Wednesday, June 21, 2017

Mish mosh SW Montana fishing report - Late June

Carp flies now sold at Sportsman's Warehouse in Helena 

The huge variety of fishing options in Southwest Montana makes it much harder to write coherent fishing reports like I could do in Missoula.  I write reports every once in a while so that there is a non-biased, transaction-free source of information out there for anyone who cares.  I also use this blog as a personal fishing log which comes in handy sometimes for my own pursuits.  So here it is:

Big Hole River:
It was huge and the salmonflies have come and gone.  Usually, the fishing sucks for a couple weeks after the hatch.  It's called the "salmonfly hangover" and it can really suck.  I avoided the party this year due to my trip to Florida and the shitty conditions.  The river is dropping in nicely now and summer on the Big Hole should be the best it has been in years.  It would be awesome to be able to fish hoppers in the afternoon this year!

Upper Clark Fork:
As the river drops and clears, the caddis fishing will get insane.  The Upper is a caddis stream through and through.

Silver Bow Creek:
I haven't been out there yet this year but things usually get going right about now.  You'd be surprised by what may eat your larger attractor dry or simple streamer...

Missouri River (Craig reach):
I have to distinguish what area now because my Missouri River Range has grown so much over the last few years.  The dry fly bite is on big-time.  There are pods of snotty MO trout all over the river. You need to bring your A game.  Perfectly placed casts and drag free drifts are crucial.  Fly selection comes second in importance.  They will eat PMD spinners, caddis, and buzzballs like candy if you can present them properly.

Holter Lake Carping: 
I'm embarrassed to say that it was my first time on the boat up at Holter recently.  It is such a beautiful place!  I didn't have much info on carp fishing up there but I knew that they had to be there. They are, and they get big like in Clark Canyon.  The carp were tough and I got my ass handed to me. There is still a bunch that are spawning but I was able to find some over on the rockier eastern shore that were willing to eat.  I even landed one of the largest carp yet to date. I can't wait to get back up there again.  There are also some great trout in Holter!

Three Forks Ponds Carping:
The carping in the Three Forks Ponds is outstanding right now!  There are still some spawners but the ones that aren't are tailing in groups in the flats.  Throw a small black wooly bugger or small leech pattern for all-day action.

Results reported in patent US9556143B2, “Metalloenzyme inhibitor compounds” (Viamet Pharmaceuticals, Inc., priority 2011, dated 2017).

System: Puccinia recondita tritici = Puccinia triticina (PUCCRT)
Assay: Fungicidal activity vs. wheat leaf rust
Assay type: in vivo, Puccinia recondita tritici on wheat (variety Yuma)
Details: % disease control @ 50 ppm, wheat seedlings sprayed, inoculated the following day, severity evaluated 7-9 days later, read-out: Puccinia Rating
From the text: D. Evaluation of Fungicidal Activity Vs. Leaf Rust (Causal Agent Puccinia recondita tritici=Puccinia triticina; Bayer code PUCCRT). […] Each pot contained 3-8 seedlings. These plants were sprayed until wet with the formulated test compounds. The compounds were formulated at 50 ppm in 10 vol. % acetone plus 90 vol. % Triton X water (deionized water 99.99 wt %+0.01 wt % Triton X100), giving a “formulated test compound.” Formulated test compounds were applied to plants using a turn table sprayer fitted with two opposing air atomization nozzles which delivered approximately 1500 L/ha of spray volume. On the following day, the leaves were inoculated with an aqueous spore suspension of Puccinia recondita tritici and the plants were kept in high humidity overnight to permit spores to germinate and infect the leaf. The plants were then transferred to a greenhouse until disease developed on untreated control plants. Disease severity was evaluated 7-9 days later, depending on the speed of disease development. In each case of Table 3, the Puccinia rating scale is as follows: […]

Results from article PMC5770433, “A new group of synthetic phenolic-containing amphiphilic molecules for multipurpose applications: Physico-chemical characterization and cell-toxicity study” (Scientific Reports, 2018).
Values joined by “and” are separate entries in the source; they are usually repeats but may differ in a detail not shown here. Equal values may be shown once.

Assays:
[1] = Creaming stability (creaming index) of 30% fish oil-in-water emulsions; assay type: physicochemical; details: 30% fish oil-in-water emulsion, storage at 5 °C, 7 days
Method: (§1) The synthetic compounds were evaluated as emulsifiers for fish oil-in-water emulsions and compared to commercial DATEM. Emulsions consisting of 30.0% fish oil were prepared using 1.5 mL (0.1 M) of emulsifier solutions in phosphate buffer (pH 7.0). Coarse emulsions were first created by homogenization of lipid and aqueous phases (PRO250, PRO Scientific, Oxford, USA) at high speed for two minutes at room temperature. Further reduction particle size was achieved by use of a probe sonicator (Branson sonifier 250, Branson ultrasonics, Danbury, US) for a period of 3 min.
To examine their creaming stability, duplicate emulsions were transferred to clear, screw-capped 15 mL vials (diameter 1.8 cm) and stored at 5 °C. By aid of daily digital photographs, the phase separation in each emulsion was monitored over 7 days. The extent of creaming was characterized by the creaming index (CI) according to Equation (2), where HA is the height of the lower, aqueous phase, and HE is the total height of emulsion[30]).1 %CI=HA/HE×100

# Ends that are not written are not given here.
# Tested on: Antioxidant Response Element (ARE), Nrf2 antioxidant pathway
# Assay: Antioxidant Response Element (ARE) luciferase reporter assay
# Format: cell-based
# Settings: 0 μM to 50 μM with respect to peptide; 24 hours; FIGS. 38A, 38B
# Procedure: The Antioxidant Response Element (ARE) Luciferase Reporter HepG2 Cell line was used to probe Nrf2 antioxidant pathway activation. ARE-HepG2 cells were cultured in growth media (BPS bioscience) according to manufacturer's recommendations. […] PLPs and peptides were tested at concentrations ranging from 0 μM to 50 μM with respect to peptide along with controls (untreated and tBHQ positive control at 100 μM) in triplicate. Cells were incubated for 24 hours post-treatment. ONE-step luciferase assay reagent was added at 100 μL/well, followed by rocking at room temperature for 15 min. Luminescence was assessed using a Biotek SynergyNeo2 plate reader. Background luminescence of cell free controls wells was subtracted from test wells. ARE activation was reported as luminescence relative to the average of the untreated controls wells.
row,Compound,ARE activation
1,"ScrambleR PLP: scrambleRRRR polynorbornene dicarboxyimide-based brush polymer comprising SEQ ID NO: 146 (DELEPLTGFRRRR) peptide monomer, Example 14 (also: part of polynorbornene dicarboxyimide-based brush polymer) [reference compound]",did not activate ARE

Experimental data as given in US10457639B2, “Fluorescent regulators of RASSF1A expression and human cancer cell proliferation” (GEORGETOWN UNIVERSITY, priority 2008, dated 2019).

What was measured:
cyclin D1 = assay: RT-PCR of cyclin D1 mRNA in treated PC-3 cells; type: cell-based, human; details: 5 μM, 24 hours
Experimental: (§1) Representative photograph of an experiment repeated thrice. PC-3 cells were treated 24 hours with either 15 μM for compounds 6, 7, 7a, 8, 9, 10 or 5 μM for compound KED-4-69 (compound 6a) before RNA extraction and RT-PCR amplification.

Clark Canyon Carping:
I haven't been down there since I've been back but I imagine it is the same as Holter.  They were in full spawn mode before I left and the fishing was hit or miss picking on the wallflowers. The carping should get better and better here by the day.  It's time to start thinking about callabaetis, damsels, and dragonfly nymphs perfectly cast and timed to be in the hot zone of a slowly cruising, golden submarine.

Georgetown Lake:
I will be checking in on Montana's finest brook and rainbow trout lake very soon.  The traveling sedge caddis should be underway as we speak and intensifying over the next few weeks.  Also, callabaetis, damsels, and dragonflies in nymph and adult form will play out as well.  The traveling sedge hatch on G-town is one of the finest of any hatch you will ever encounter.  Big bugs and big willing fish are what it is all about.  Have you ever had a 100+ fish dry fly day?

Thats all I got for now.

Tuesday, June 13, 2017

Tips on reading carp spawning behavior

One of the most important skills an angler needs to consistently be able to catch carp on the fly, is the ability to read the carp's behavior.  Right now, across the northern USA, many carp are spawning.  If you are new to carping, this can be an exciting and frustrating time.  There may be carp everywhere, some larger than you may have ever seen, and some may even be jumping way the hell out of the water.  To the beginning carper, all of the fish and activity can truly blow your mind and get your heart pounding.  However, I've got bad news. You're going to want to keep moving if you want to actually hook one by the mouth!